Separator in Godot – Complete Guide

Welcome to this tutorial where we delve into the intricacies of the Separator class in Godot 4. Creating a well-structured and visually appealing user interface (UI) is an essential part of game development, and understanding the tools at your disposal is key. In this article, we’ll explore what a Separator is, what it’s used for, and why acquiring knowledge about it is crucial for your development journey. Let’s take a step towards mastering UI elements in Godot 4 and see how separators can enhance your game’s design!

What Is a Separator in Godot 4?

A Separator in Godot 4 is an abstract base class represented visually by either a horizontal or vertical line, designed to create visual distinction between UI elements. While simple in concept, separators play a vital role in organizing content and creating clean, easy-to-navigate interfaces.

What Is It For?

Separators are utilized in UI design to:

  • Improve readability by grouping related elements together while keeping them distinct from others.
  • Provide a visual cue for the user’s eye to navigate the interface efficiently.

Why Should I Learn About Separators?

Knowledge of separators will imbue your UI designs with a professional touch and seamless user experience. As game developers, we strive for not only functionality but also an aesthetic appeal, making separators a subtle yet powerful tool in our toolkit. Learning about separators is a step toward creating intuitive and engaging interfaces that keep players immersed in the game world.

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Creating a Horizontal Separator in Godot 4

To begin with, let’s add a horizontal separator to our interface. This is particularly useful when you want to divide aspects of your UI such as separating a toolbar from the rest of the application, or different sections of a menu.

var h_separator =

This code snippet creates a new horizontal separator and adds it as a child to the current node, which places it in the UI. You can adjust its position and size using the Rect properties.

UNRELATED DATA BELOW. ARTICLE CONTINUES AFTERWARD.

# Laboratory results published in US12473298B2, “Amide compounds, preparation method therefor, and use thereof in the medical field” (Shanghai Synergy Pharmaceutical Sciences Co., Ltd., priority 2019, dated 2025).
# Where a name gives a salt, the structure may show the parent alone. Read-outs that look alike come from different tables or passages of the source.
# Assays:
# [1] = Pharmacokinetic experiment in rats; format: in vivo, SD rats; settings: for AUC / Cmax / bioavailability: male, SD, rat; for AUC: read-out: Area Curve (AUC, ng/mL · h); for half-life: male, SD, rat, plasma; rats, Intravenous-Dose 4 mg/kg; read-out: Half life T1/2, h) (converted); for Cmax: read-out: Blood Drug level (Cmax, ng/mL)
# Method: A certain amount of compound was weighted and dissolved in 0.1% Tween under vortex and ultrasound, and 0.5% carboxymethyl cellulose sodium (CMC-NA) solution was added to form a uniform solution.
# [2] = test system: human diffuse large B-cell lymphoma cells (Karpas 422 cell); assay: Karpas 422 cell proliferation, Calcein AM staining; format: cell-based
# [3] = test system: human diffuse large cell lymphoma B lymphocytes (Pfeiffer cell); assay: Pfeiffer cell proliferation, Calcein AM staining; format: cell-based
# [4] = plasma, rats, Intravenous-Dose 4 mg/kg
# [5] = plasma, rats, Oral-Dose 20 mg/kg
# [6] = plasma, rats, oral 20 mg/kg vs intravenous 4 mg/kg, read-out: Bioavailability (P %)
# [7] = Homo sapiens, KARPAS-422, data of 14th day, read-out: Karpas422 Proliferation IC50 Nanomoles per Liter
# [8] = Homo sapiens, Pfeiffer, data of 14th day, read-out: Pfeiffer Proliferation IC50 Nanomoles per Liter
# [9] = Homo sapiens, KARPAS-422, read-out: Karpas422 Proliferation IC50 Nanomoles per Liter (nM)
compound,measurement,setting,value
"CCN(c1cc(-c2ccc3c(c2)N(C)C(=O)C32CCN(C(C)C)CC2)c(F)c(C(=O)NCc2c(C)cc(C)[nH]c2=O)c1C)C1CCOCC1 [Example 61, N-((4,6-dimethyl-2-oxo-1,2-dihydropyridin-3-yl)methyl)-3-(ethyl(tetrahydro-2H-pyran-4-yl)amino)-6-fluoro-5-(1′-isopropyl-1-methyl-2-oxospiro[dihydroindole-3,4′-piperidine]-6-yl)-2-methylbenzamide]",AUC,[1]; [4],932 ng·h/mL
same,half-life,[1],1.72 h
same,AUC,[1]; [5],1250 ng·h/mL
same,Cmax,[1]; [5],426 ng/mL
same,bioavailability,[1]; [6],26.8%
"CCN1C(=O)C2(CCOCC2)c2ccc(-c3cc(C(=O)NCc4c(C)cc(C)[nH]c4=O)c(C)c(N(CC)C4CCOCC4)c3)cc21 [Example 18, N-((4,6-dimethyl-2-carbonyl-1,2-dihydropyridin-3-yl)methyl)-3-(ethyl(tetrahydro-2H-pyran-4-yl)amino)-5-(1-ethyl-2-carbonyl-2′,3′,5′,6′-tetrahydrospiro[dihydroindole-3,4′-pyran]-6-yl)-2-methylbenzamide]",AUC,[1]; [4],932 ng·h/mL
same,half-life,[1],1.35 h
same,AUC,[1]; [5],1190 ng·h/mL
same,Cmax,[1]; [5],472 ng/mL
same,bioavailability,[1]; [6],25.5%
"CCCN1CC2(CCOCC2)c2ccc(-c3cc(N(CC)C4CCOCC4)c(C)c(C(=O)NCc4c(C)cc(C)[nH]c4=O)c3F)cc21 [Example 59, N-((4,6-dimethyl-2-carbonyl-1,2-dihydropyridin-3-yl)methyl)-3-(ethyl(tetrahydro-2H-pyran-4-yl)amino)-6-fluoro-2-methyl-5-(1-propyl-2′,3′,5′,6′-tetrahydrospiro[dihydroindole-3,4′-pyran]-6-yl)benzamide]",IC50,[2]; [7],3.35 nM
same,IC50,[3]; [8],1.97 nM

h_separator.rect_min_size = Vector2(400, 5)
h_separator.rect_position = Vector2(100, 100)

Creating a Vertical Separator in Godot 4

Similarly, if you need to split elements side by side, a vertical separator comes in handy. For example, in a settings menu where you might want to separate different categories of settings:

var v_separator =

Again, you can customize the size and positioning to fit your UI design:

v_separator.rect_min_size = Vector2(5, 300)
v_separator.rect_position = Vector2(150, 150)

Styling Separators

Godot 4 allows you to style your separators to match the visual theme of your game. You can set a custom style for your separators using StyleBoxFlat:

var style =
style.bg_color = Color(1, 0, 0)  # Red color
h_separator.custom_styles["separator"] = style

For a vertical separator, you would similarly create a StyleBoxFlat instance and assign it:

var v_style =
v_style.bg_color = Color(0, 1, 0)  # Green color
v_separator.custom_styles["separator"] = v_style

Adding Interactivity

While separators are generally static, Godot’s flexibility allows you to incorporate them into interactive UI elements. For instance, you may want a separator that changes style when a certain game event occurs:

func update_separator_color(new_color: Color):
    var dynamic_style =
    dynamic_style.bg_color = new_color
    h_separator.custom_styles["separator"] = dynamic_style

By changing the separator’s style dynamically through script, you can indicate gameplay states, highlight menu selections, or simply add a cosmetic flourish to your game’s interface.

Now that we are familiar with creating and styling separators in Godot 4, let’s continue to reinforce our knowledge with more practical examples. Understanding the versatility of separators can really make a difference in your UI work.